Feminism is for life, not just for Christmas
Fresh from a run at OSO Arts Centre and about to go on to London’s Theatre503 and the Edinburgh Fringe Festival, this one-woman show stars the brilliant Ella Duffy in a series of performances that give voices to the previously-obscured wives throughout history, literature and mythology.
I loved Carol Ann Duffy’s sequence of poems, ‘The World’s Wife’, on which this show is based, and I was very impressed at the skilful combination of poetry into the performance. ‘Wife’ connects the experience of women across time, exploring what it means to be a woman in the tales that are all too often dominated by men.
The set was a Cath Kidston heaven: complete with a red and white spotted tablecloth, floral dresses and aprons, it was an accurate parody of the squeaky-clean housewife ideal that has kept so many women trapped in the kitchen. But the cutesy vibe was instantly contrasted with the first woman that Ella Duffy took on – the Devil’s Wife. Dark, sensuous and sexual, this can’t have been an easy character to perform, but Duffy’s portrayal was arresting and intimate, looking into the audience as she delivered lines with brilliant power. The physicality of her performance was stunning, with considerable portions of the show performed in silence but with Duffy using physical theatre to great effect.
Ella Duffy’s command of accents was also very impressive – she captured the voices of women from Eleanor Roosevelt to Emmeline Pankhurst to the Kray sisters, in a performance that was full of theatrical acrobatics but that was nonetheless completely convincing and genuine. The audience consisted almost completely of women, and the whole show a brilliant example of female solidarity: when Emmeline Pankhurst remarked that “women are like tea bags, you don’t know how strong they are until you put them in hot water” there was a heartening murmur of agreement, and the feminist antics of many of the characters got frequent approving laughs. We could all do with learning from the women of history, and this brilliantly-acted tour through women across time does an excellent job of teaching us about female empowerment.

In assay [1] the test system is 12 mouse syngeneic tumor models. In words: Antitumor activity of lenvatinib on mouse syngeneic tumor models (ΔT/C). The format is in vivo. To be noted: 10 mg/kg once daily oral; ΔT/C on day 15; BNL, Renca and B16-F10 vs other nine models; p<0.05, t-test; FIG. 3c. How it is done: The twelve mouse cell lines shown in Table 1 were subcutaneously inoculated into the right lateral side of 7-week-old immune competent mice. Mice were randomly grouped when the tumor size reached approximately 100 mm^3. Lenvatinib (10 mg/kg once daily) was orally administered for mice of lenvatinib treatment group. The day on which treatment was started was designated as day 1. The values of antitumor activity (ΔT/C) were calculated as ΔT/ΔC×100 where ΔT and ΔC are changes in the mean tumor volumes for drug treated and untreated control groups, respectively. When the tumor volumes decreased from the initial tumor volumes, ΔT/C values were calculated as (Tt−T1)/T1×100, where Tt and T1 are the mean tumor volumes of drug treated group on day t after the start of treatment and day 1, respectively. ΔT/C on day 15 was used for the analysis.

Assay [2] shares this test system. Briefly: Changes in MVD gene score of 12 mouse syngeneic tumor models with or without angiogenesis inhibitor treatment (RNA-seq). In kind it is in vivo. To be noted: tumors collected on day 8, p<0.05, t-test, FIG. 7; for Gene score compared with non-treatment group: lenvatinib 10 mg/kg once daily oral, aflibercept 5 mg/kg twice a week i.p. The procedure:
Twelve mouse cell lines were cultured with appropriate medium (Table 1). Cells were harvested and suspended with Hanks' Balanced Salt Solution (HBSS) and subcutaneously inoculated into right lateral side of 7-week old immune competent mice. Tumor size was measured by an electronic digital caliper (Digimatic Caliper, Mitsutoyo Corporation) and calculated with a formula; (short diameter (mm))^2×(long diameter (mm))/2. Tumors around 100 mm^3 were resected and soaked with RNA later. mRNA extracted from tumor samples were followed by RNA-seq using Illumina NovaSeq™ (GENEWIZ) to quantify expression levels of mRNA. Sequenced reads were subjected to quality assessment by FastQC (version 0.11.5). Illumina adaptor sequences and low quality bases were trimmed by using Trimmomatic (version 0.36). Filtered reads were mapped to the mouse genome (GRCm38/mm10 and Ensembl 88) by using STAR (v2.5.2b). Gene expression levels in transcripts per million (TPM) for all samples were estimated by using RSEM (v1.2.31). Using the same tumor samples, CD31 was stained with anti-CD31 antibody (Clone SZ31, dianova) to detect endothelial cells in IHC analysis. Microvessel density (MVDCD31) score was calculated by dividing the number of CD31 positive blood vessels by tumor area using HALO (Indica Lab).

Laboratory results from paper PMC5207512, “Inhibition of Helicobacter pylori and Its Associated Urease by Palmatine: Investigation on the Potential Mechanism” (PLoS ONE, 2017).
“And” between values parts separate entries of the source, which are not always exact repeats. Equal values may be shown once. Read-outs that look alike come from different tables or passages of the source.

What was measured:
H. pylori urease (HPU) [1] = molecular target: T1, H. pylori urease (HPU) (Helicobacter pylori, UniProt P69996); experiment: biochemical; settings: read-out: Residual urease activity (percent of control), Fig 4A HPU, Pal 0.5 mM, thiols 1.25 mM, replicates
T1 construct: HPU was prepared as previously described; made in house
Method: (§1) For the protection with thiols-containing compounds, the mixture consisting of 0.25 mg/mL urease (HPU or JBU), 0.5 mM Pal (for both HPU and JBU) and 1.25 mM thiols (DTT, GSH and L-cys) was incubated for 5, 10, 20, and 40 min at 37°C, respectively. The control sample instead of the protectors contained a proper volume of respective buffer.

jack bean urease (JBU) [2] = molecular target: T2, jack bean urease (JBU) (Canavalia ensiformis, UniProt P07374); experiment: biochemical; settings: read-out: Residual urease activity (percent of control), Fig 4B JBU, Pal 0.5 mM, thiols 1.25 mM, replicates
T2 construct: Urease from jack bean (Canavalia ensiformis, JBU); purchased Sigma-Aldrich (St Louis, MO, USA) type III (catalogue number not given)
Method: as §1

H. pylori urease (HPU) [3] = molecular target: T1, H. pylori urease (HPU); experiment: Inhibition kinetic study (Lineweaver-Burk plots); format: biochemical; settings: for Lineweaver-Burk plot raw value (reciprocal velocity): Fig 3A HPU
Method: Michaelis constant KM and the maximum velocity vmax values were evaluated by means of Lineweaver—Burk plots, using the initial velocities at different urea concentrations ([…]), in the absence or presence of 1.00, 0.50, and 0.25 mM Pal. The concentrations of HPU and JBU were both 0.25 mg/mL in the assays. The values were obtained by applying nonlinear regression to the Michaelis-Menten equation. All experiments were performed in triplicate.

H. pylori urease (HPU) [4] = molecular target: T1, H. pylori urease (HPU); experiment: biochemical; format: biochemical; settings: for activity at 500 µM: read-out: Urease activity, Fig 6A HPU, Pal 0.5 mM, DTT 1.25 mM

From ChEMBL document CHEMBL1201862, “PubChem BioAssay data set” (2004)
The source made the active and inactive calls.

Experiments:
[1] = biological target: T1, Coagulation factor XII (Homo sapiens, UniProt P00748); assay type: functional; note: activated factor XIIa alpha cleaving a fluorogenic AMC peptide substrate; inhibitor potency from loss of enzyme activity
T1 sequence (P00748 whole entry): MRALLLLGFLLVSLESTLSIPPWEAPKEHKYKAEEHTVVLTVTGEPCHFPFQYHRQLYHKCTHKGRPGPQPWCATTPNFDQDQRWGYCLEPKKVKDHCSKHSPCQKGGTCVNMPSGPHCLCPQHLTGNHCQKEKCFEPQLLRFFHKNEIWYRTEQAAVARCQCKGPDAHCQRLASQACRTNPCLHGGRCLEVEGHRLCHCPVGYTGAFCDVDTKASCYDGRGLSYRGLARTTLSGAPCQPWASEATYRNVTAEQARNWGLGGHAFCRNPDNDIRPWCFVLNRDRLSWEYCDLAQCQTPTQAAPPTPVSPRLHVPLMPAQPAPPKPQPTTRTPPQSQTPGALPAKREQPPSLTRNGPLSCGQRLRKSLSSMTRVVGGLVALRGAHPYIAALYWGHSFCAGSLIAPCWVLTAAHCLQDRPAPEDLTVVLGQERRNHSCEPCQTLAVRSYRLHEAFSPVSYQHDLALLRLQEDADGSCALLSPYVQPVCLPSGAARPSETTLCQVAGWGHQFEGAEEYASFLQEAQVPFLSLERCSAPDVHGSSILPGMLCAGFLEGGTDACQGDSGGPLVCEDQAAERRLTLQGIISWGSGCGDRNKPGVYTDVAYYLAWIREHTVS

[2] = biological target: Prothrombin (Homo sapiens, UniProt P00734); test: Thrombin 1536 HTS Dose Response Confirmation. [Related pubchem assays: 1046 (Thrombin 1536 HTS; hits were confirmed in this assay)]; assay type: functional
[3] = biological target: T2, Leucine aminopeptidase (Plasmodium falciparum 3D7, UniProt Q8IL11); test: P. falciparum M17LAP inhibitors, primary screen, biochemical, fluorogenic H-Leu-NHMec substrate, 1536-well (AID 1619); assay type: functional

The combination of theatrical techniques was one of the things that made the show so impressive, as it made use of poetry, verbatim and monologue, as well as physical theatre and puppetry. And all of these were used so successfully and appropriately that they never seemed too much or jarred, and actually added something to every scene in which they were used. I particularly enjoyed ‘The Husband’, a silent puppet torso that read a letter and a men’s health magazine and then started to shake with repressed tears. As he wiped his cheeks, I was genuinely touched, and this scene was a stark reminder of the consequences of the patriarchy on men as well as women.
More importantly, the show did not ignore the experience of black women, or have a white woman act out their struggles, which could easily happen in a performance solely featuring a white actress. Mrs Mandela and Michelle Obama featured in powerful recordings, staged like radio clips with the lights were lowered, making the words of these incredible women even more moving and poignant.
Behind every great man, a great woman is ready to step out into the limelight, and Robbie Taylor Hunt’s hard work as director has paid off in this brilliant feminist production. A must see for all genders: I walked away feeling genuinely empowered.